The November update for Pixel and Nexus devices have just rolled out and the Nexus 5X and Nexus 6P phones have received those as well. While that is normally good news, the update belies some rather sad news. Unless something terribly wrong requires an immediate fix, this is probably the last update the two phones will ever receive officially. And with the Nexus 5X and Nexus 6P reaching their end of life, so too ends the line of Google’s Nexus devices.
To be honest, the Nexus 5X and Nexus 6P hardly had notable legacies. Not unless you consider troubled histories as notable. The Nexus 5X was beset by the same bootloop problems that plagued some of LG’s handsets. On the other hand, the Nexus 6P, the first and only Nexus phone made by Huawei, was prone to shutting down or also getting stuck in a bootloop, attributed to problems related to its Snapdragon 810 processor. Things have gotten so out of hand that Google, Huawei, and LG have been slapped with class action lawsuits because of those issues.
That said, the too still represented an era now gone, the Nexus era. These were the phones Google promoted as role models of how Android should be. They shipped with pure Android, no bloatware included. They were hackable, flashable, and were a favorite among Android hackers and developers because of that.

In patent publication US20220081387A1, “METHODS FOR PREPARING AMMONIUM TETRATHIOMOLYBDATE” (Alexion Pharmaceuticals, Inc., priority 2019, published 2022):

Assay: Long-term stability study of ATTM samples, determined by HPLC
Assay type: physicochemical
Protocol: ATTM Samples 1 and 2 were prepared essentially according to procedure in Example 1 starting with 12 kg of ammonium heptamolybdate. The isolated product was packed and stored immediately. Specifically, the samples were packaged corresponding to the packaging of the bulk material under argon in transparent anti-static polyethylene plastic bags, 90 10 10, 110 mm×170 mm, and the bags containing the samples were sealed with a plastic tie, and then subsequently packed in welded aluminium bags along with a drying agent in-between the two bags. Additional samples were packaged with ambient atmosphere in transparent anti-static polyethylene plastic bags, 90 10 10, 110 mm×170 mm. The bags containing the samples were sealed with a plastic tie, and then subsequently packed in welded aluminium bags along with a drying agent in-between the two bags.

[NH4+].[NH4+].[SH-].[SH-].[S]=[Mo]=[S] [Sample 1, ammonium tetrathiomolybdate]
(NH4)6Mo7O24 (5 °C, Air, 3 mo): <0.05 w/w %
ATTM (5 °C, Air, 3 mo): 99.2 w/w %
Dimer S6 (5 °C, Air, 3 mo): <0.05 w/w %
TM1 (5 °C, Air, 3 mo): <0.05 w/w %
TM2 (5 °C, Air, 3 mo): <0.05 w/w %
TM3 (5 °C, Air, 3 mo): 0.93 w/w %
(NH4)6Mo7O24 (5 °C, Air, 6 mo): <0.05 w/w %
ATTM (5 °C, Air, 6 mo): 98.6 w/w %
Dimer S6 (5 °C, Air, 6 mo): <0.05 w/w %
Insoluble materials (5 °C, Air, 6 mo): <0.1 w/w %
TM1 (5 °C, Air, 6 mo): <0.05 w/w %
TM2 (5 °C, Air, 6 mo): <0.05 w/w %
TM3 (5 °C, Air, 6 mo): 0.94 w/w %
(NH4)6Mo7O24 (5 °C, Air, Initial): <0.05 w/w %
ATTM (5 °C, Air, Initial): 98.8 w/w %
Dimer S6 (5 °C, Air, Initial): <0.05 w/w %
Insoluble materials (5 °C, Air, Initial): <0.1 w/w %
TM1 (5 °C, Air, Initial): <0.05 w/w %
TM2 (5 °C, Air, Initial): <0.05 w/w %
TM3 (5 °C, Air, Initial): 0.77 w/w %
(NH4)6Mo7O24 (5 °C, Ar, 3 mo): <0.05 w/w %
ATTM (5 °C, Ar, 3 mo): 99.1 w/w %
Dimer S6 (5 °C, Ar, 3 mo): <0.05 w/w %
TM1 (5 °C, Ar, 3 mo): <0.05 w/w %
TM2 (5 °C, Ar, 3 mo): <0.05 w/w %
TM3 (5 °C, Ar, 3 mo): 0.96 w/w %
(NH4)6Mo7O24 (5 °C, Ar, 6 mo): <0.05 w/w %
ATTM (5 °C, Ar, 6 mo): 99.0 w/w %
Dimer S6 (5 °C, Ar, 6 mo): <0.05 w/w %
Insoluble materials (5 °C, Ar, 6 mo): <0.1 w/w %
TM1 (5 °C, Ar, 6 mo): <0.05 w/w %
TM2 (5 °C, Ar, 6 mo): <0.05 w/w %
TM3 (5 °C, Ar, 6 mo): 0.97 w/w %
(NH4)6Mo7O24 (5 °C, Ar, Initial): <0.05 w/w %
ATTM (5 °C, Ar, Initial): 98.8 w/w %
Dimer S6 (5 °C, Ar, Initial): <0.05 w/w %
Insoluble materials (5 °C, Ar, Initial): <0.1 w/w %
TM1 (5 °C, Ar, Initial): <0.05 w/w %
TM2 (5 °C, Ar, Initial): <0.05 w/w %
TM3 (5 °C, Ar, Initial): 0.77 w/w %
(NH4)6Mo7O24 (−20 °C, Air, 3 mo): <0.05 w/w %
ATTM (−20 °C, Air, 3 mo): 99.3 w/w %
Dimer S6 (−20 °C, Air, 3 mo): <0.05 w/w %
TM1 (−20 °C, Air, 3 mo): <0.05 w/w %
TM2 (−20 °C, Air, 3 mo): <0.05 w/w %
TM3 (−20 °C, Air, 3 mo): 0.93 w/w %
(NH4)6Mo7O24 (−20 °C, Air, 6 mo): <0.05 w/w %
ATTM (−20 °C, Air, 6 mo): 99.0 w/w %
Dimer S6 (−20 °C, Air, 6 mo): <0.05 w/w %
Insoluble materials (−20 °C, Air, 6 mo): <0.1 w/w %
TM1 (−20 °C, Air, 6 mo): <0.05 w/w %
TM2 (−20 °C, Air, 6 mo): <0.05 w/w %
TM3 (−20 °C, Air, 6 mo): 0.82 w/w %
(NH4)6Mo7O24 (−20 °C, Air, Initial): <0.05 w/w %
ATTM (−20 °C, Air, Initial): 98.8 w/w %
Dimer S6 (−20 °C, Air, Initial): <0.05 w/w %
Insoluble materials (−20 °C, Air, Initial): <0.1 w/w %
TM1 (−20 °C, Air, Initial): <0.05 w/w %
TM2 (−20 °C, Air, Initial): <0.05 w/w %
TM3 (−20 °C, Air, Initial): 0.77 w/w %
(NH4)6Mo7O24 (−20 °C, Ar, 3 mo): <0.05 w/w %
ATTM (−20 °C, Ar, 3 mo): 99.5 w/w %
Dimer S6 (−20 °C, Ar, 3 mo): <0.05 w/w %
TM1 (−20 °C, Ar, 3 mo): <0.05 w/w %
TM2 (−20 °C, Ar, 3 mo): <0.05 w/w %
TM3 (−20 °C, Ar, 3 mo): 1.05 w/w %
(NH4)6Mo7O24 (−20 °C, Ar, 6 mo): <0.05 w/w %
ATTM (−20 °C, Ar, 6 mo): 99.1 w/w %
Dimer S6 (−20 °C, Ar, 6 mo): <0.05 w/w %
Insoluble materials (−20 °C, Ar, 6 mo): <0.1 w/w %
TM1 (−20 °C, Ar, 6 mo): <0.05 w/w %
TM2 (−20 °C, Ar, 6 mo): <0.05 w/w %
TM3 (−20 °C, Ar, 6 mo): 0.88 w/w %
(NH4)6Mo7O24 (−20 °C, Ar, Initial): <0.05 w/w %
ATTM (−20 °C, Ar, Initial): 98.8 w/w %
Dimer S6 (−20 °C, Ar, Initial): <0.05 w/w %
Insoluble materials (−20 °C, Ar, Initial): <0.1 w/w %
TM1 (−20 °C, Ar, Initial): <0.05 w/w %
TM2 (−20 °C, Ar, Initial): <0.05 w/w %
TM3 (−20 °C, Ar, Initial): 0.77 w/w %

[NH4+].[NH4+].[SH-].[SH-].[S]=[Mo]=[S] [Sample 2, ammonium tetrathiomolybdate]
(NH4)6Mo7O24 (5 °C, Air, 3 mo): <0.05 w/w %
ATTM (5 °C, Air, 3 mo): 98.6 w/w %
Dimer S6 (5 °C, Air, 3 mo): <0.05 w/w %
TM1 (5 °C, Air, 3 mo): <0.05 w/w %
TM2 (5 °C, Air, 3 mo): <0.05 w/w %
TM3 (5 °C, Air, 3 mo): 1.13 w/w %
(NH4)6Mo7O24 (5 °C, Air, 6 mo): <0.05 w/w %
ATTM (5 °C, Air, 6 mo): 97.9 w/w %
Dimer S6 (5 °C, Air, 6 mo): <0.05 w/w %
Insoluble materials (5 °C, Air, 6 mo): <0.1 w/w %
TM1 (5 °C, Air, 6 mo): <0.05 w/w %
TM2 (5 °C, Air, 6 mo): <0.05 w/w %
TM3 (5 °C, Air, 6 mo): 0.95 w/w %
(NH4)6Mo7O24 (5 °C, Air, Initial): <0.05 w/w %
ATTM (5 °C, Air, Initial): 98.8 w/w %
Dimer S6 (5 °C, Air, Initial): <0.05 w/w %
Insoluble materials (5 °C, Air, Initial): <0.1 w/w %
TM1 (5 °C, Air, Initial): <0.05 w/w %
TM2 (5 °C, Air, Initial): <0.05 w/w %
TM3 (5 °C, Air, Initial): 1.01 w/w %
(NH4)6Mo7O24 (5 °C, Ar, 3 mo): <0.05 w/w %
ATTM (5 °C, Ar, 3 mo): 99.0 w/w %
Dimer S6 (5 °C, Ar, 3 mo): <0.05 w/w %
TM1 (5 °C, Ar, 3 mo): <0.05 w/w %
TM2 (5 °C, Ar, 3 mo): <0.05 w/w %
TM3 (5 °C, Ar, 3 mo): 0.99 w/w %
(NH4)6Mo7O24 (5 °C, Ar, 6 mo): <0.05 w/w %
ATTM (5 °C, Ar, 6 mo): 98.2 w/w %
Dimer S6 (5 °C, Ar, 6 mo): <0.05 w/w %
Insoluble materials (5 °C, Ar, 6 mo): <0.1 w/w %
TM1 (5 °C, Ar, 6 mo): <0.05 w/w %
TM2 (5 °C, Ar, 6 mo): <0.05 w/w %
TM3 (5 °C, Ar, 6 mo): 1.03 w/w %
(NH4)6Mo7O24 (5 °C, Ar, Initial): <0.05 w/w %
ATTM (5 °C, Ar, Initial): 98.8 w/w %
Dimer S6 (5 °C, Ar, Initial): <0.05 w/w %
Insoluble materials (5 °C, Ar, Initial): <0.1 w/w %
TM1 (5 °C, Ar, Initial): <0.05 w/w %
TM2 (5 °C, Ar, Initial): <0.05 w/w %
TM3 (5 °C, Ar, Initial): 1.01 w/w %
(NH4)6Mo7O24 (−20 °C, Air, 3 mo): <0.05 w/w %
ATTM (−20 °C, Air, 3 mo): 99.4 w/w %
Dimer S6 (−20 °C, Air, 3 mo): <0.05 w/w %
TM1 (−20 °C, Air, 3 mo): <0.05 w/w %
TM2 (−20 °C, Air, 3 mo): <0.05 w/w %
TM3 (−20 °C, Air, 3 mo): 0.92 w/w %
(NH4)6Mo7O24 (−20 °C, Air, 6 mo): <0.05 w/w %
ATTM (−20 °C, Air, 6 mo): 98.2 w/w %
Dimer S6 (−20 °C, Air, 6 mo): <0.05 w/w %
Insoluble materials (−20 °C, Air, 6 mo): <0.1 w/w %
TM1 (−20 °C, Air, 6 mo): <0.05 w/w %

They were, however, also quirky and not exactly popular. They represented what Google wanted which didn’t always match with what the market demanded. They didn’t exactly have inspiring appearances, even when OEMs like LG, Motorola, or Huawei had a say in their design. They lacked microSD cards and replaceable batteries years before it would be OK to ditch them. They served a niche market that manufacturers might have looked at them more as a burden rather than an honor.
For better or worse, that’s all in the past now. And some might say for the better. Despite some high-profile problems, the Google Pixel phones, designed and by Google itself, have largely been successful. It wasn’t a niche product only a few enjoyed and Google found its calling smartphone photography. Its design arguably has character and some might say it’s the most iconic Google phone yet since the well-loved Nexus 5.
There are some, however, who still look back to the Nexus days as the better days, at least in terms of hackability and openness. Technically, the Pixel phones are just as open, albeit perhaps a little less than some would like. They have exclusive features that are not easy to port to other phones even if not hardware-dependent. And most of all, they cost as much as the most expensive Android phone in the market while the Nexus phones were made to be accessible to everyone. Perhaps that why OEMs wrote them off as losses.
Still, some say there’s no stopping progress and the age of the Nexus is over. The age of the Pixel is here. And, perhaps, the dawn of a less Android-centric Google phone.